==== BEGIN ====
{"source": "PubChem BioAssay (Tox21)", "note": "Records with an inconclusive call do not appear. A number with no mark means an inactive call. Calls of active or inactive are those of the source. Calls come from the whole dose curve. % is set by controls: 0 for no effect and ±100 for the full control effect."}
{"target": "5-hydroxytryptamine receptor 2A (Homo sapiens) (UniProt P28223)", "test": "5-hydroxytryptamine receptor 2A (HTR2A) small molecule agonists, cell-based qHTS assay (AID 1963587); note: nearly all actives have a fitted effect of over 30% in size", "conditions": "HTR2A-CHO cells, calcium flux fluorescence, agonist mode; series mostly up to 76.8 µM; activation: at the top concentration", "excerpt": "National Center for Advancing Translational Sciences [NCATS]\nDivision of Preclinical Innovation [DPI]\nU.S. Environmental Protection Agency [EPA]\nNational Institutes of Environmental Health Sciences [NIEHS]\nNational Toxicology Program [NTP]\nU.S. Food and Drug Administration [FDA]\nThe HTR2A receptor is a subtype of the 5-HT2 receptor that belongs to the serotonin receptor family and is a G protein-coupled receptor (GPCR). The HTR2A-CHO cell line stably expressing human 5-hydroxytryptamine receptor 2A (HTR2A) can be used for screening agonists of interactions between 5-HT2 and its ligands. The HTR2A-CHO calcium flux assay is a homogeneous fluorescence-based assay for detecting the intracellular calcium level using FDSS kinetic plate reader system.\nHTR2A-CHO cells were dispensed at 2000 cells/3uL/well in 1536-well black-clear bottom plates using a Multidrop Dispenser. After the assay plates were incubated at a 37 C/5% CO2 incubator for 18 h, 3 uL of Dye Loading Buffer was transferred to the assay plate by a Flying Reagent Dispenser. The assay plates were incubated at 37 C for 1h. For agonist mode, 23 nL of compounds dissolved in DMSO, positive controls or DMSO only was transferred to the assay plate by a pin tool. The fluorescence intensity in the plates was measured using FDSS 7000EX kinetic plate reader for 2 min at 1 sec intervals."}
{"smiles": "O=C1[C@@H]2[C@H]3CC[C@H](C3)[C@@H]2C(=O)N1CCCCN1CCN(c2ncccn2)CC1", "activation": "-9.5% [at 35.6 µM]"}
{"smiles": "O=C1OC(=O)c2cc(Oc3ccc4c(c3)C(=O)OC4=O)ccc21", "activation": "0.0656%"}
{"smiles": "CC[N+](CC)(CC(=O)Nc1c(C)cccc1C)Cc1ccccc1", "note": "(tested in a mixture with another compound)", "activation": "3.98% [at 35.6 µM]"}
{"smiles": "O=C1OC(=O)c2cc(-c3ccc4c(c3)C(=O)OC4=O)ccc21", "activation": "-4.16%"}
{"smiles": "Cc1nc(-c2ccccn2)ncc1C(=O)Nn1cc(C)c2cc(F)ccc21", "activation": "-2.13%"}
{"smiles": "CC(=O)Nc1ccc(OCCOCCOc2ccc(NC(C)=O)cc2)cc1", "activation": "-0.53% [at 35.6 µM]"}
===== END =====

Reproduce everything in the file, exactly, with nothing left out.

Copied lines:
{"source": "PubChem BioAssay (Tox21)", "note": "Records with an inconclusive call do not appear. A number with no mark means an inactive call. Calls of active or inactive are those of the source. Calls come from the whole dose curve. % is set by controls: 0 for no effect and ±100 for the full control effect."}
{"target": "5-hydroxytryptamine receptor 2A (Homo sapiens) (UniProt P28223)", "test": "5-hydroxytryptamine receptor 2A (HTR2A) small molecule agonists, cell-based qHTS assay (AID 1963587); note: nearly all actives have a fitted effect of over 30% in size", "conditions": "HTR2A-CHO cells, calcium flux fluorescence, agonist mode; series mostly up to 76.8 µM; activation: at the top concentration", "excerpt": "National Center for Advancing Translational Sciences [NCATS]\nDivision of Preclinical Innovation [DPI]\nU.S. Environmental Protection Agency [EPA]\nNational Institutes of Environmental Health Sciences [NIEHS]\nNational Toxicology Program [NTP]\nU.S. Food and Drug Administration [FDA]\nThe HTR2A receptor is a subtype of the 5-HT2 receptor that belongs to the serotonin receptor family and is a G protein-coupled receptor (GPCR). The HTR2A-CHO cell line stably expressing human 5-hydroxytryptamine receptor 2A (HTR2A) can be used for screening agonists of interactions between 5-HT2 and its ligands. The HTR2A-CHO calcium flux assay is a homogeneous fluorescence-based assay for detecting the intracellular calcium level using FDSS kinetic plate reader system.\nHTR2A-CHO cells were dispensed at 2000 cells/3uL/well in 1536-well black-clear bottom plates using a Multidrop Dispenser. After the assay plates were incubated at a 37 C/5% CO2 incubator for 18 h, 3 uL of Dye Loading Buffer was transferred to the assay plate by a Flying Reagent Dispenser. The assay plates were incubated at 37 C for 1h. For agonist mode, 23 nL of compounds dissolved in DMSO, positive controls or DMSO only was transferred to the assay plate by a pin tool. The fluorescence intensity in the plates was measured using FDSS 7000EX kinetic plate reader for 2 min at 1 sec intervals."}
{"smiles": "O=C1[C@@H]2[C@H]3CC[C@H](C3)[C@@H]2C(=O)N1CCCCN1CCN(c2ncccn2)CC1", "activation": "-9.5% [at 35.6 µM]"}
{"smiles": "O=C1OC(=O)c2cc(Oc3ccc4c(c3)C(=O)OC4=O)ccc21", "activation": "0.0656%"}
{"smiles": "CC[N+](CC)(CC(=O)Nc1c(C)cccc1C)Cc1ccccc1", "note": "(tested in a mixture with another compound)", "activation": "3.98% [at 35.6 µM]"}
{"smiles": "O=C1OC(=O)c2cc(-c3ccc4c(c3)C(=O)OC4=O)ccc21", "activation": "-4.16%"}
{"smiles": "Cc1nc(-c2ccccn2)ncc1C(=O)Nn1cc(C)c2cc(F)ccc21", "activation": "-2.13%"}
{"smiles": "CC(=O)Nc1ccc(OCCOCCOc2ccc(NC(C)=O)cc2)cc1", "activation": "-0.53% [at 35.6 µM]"}